By Erika Anderson
A staple of the Campbell River tourism sector, to this day Tyee fishing in Campbell River was a sought-after experience, even before 1924 when the Tyee Club of British Columbia was established.
Tyee fishing is a partnership between the guide and fisherman. The yearbook for the Tyee Club for 1927-1928 describes their guides: “No finer type of guide for fishing exists in any place in the world than we have in the Tyee Club. They are big, square, outdoor, grown-up boys, and they take as much pleasure in their part of the game as we do ourselves.”
Over the years the description in the yearbook changed, and by the ‘50s the guides were no longer described as big, square, grown-up boys: but the part about enjoying their jobs never changed.
The Seattle Times from June 14, 1964 looks back at the early Tyee guides.
“He was a special breed of man, hale and hearty. He knew every inch of water for miles around. He knew where the big fish were and the best tackle to take them. He could row for 14 to 16 hours at a stretch. He knew how to ‘hook’ into a salmon. He could bring it to gaff quickly. Above all he was a diplomat.” It then continues, “A good guide assured an angler of a Tyee, and they were much sought after. There were 15 full-time guides at Campbell River in the 1920s and during the July-August Tyee months, they were worth their weight in gold.”
Few worked full time as fishing guides. They pursued a variety of trades, with some working in other seasons as hunting guides, such as famous Tyee guides Cecil Smith and Herbert Pidcock. In the early years it was common for guides to be working in resource industries such as logging, mining and commercial fishing.
In his book Tyee: The Story of the Tyee Club, Van Egan explains that often these men would take holidays during the Tyee season to work as guides for a few weeks or a month.
According to Statistics Canada, the average man made $950 per year in 1931, which averages $2.61 per day. Although the wages fluctuated greatly at the time, Tyee guiding paid better than many of the other jobs these men were working, and was without a doubt more enjoyable.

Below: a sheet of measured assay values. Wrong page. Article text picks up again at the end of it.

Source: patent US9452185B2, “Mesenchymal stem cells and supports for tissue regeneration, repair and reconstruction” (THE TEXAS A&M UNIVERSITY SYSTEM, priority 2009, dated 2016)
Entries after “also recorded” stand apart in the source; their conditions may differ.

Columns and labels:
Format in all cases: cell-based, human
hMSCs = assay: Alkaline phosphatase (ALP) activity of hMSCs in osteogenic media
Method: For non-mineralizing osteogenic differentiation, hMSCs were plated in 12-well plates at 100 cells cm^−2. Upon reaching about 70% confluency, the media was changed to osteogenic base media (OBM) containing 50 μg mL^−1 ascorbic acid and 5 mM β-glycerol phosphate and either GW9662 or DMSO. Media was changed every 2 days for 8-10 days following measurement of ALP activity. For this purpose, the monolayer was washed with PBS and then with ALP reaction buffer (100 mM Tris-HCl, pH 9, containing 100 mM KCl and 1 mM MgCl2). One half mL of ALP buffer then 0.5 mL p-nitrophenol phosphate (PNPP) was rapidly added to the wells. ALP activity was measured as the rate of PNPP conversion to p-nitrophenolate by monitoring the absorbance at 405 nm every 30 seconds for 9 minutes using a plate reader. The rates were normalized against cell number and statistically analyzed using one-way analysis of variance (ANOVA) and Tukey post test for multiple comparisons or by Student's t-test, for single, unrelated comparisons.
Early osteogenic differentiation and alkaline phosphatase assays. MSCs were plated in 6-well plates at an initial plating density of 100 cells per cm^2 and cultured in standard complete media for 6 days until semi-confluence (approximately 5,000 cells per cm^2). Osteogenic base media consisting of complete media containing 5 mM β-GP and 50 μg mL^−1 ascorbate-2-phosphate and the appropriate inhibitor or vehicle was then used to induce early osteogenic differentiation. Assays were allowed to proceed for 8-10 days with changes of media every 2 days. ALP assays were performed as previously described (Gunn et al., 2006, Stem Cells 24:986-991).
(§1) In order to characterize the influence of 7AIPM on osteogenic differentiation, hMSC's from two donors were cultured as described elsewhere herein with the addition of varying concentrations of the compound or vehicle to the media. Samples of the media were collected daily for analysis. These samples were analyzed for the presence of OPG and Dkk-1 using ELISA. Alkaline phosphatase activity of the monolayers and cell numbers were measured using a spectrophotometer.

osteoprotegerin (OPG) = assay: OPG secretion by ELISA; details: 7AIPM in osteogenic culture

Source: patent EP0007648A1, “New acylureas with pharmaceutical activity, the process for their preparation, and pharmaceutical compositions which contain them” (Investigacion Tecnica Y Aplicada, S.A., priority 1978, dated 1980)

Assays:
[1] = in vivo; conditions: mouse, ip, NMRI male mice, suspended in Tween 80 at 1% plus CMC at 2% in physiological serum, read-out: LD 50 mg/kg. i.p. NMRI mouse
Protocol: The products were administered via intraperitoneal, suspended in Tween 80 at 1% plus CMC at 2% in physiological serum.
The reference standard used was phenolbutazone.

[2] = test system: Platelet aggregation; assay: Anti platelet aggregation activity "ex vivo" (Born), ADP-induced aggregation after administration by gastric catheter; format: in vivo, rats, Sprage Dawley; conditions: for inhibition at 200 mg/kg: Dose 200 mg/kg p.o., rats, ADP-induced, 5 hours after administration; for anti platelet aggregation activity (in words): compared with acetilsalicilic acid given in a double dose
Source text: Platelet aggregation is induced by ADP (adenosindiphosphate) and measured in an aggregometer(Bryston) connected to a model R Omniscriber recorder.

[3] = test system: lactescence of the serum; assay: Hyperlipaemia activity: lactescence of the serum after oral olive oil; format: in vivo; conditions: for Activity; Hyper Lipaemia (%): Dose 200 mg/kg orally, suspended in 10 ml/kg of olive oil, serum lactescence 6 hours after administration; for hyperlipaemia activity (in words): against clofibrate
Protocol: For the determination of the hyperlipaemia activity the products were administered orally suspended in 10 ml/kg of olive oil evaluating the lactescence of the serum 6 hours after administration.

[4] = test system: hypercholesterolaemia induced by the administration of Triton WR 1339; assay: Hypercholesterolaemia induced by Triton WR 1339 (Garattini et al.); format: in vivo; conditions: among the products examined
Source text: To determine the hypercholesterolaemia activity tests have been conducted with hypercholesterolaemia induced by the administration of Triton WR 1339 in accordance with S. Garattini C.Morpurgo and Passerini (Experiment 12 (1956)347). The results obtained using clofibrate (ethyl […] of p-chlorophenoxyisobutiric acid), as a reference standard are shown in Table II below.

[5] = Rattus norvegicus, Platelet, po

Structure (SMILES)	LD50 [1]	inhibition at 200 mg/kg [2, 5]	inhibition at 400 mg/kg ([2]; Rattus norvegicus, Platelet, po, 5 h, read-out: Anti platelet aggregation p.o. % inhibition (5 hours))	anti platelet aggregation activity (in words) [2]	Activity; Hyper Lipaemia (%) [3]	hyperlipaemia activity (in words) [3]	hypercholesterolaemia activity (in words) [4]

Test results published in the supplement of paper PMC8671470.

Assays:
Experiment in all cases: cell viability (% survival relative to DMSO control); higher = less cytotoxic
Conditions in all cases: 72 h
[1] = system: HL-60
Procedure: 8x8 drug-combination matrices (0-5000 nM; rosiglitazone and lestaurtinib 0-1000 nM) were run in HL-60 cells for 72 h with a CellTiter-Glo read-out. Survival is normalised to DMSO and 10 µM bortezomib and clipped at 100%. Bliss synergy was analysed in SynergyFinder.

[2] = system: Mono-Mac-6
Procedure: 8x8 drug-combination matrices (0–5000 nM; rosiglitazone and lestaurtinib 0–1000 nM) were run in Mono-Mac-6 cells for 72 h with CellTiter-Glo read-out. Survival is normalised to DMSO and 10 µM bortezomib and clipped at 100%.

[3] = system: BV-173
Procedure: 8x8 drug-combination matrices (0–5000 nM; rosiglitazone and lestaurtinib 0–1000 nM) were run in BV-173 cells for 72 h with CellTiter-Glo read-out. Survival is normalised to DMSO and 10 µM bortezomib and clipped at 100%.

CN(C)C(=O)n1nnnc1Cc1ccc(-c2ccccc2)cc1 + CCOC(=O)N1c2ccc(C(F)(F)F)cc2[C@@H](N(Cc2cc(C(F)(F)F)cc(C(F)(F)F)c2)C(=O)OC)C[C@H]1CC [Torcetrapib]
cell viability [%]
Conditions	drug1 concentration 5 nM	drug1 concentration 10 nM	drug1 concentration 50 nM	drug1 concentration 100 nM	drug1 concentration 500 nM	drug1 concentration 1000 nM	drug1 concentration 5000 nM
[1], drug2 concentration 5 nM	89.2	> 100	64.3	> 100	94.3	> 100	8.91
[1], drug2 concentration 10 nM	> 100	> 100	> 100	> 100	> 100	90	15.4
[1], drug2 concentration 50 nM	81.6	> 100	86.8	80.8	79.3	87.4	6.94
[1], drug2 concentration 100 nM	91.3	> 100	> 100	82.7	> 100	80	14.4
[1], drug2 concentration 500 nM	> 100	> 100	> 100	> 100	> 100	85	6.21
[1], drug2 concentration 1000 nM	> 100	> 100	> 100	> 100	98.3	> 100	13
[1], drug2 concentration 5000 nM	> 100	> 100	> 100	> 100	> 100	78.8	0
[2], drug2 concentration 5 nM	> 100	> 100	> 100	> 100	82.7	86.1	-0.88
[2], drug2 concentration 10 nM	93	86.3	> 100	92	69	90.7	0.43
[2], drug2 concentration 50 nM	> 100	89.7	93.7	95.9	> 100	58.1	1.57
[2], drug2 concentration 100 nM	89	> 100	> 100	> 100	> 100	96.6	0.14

In some cases they would have commercial fishing licenses, which allowed them to sell fish, adding an extra stream of income in cases where clients gave the fish to their guide.
In later years, many Tyee guides were university students, working only for a few short summers to pay their way through school, and teachers looking to supplement their income in the lean summer months when school was out.
The August 20, 1931 edition of the Comox Argus discusses how guiding for Tyee salmon helped keep Campbell River’s economy afloat during logging shut downs in the summer.
“Now that logging is closed down at Campbell River ‘till the fire season is over, the chief industry is the Tyee fishing. On one day last week there were 20 guides out of the mouth of Campbell River pulling boats at the rate of 10 dollars a day. The big fish have not begun to run yet and when the news gets abroad that they are biting, the influx will be greater yet. International importance has been given to the fishing at Campbell River and people of means come from all over the world to get a big fish and incidentally add very considerably to the revenue of people who are in business at this point.”
Some days the fish didn’t bite, but the mutual respect and friendship that developed between fisherman and guide could ensure a good day on the water regardless. “If the guide has a few good stories there was never a bad day on the water,” explains Tyee fisherman and guide of 35 years, Norm Lee.